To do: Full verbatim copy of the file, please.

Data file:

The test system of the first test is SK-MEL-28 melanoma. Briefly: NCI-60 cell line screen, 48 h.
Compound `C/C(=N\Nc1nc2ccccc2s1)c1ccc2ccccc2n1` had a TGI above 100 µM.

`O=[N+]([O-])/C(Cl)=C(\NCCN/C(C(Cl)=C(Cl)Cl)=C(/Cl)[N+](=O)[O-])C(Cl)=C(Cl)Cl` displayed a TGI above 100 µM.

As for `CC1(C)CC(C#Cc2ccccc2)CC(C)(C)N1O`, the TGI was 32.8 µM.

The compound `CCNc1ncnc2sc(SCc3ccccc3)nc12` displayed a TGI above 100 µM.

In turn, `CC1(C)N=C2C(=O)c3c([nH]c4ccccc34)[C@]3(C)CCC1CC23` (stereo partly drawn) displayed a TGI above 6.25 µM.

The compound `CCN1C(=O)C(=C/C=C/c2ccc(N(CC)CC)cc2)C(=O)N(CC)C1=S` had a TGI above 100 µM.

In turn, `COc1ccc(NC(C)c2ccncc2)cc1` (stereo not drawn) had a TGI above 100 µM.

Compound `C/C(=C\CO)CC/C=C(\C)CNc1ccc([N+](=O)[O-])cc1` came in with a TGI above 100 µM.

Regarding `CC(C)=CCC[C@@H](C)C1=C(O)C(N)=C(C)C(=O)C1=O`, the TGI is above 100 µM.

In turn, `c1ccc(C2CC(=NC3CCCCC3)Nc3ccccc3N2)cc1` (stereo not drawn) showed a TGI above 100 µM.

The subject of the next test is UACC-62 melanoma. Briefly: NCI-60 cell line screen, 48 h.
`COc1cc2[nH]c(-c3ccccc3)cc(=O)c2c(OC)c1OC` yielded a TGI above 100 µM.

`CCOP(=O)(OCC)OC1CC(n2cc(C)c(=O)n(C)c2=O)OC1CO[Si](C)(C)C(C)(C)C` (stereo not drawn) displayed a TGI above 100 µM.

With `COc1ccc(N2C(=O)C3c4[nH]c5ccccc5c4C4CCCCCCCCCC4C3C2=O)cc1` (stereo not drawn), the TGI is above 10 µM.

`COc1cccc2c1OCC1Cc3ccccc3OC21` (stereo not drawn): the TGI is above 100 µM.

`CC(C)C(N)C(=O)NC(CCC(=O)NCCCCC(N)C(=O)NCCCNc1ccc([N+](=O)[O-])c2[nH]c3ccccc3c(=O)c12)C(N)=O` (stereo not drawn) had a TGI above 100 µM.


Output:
The test system of the first test is SK-MEL-28 melanoma. Briefly: NCI-60 cell line screen, 48 h.
Compound `C/C(=N\Nc1nc2ccccc2s1)c1ccc2ccccc2n1` had a TGI above 100 µM.

`O=[N+]([O-])/C(Cl)=C(\NCCN/C(C(Cl)=C(Cl)Cl)=C(/Cl)[N+](=O)[O-])C(Cl)=C(Cl)Cl` displayed a TGI above 100 µM.

As for `CC1(C)CC(C#Cc2ccccc2)CC(C)(C)N1O`, the TGI was 32.8 µM.

The compound `CCNc1ncnc2sc(SCc3ccccc3)nc12` displayed a TGI above 100 µM.

In turn, `CC1(C)N=C2C(=O)c3c([nH]c4ccccc34)[C@]3(C)CCC1CC23` (stereo partly drawn) displayed a TGI above 6.25 µM.

The compound `CCN1C(=O)C(=C/C=C/c2ccc(N(CC)CC)cc2)C(=O)N(CC)C1=S` had a TGI above 100 µM.

In turn, `COc1ccc(NC(C)c2ccncc2)cc1` (stereo not drawn) had a TGI above 100 µM.

Compound `C/C(=C\CO)CC/C=C(\C)CNc1ccc([N+](=O)[O-])cc1` came in with a TGI above 100 µM.

Regarding `CC(C)=CCC[C@@H](C)C1=C(O)C(N)=C(C)C(=O)C1=O`, the TGI is above 100 µM.

In turn, `c1ccc(C2CC(=NC3CCCCC3)Nc3ccccc3N2)cc1` (stereo not drawn) showed a TGI above 100 µM.

The subject of the next test is UACC-62 melanoma. Briefly: NCI-60 cell line screen, 48 h.
`COc1cc2[nH]c(-c3ccccc3)cc(=O)c2c(OC)c1OC` yielded a TGI above 100 µM.

`CCOP(=O)(OCC)OC1CC(n2cc(C)c(=O)n(C)c2=O)OC1CO[Si](C)(C)C(C)(C)C` (stereo not drawn) displayed a TGI above 100 µM.

With `COc1ccc(N2C(=O)C3c4[nH]c5ccccc5c4C4CCCCCCCCCC4C3C2=O)cc1` (stereo not drawn), the TGI is above 10 µM.

`COc1cccc2c1OCC1Cc3ccccc3OC21` (stereo not drawn): the TGI is above 100 µM.

`CC(C)C(N)C(=O)NC(CCC(=O)NCCCCC(N)C(=O)NCCCNc1ccc([N+](=O)[O-])c2[nH]c3ccccc3c(=O)c12)C(N)=O` (stereo not drawn) had a TGI above 100 µM.